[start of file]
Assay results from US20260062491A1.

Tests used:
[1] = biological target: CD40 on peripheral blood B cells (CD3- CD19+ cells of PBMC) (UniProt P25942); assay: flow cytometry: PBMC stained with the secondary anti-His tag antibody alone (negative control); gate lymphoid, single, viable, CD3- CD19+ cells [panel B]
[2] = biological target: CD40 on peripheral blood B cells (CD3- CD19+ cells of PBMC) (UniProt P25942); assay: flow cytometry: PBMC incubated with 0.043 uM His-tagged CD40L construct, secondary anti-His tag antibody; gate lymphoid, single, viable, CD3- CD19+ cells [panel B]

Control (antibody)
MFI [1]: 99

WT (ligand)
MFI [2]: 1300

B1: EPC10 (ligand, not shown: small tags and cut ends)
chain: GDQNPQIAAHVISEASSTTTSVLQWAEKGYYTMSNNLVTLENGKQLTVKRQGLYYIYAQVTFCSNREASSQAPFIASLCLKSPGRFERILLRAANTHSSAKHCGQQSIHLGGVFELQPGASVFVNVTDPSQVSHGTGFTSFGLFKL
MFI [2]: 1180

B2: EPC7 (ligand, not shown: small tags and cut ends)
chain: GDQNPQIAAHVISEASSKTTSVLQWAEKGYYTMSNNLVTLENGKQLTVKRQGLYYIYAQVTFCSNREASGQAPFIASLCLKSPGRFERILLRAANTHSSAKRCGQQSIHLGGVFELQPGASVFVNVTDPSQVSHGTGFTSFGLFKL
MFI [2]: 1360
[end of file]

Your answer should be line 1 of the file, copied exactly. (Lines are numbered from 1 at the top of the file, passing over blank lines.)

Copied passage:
Assay results from US20260062491A1.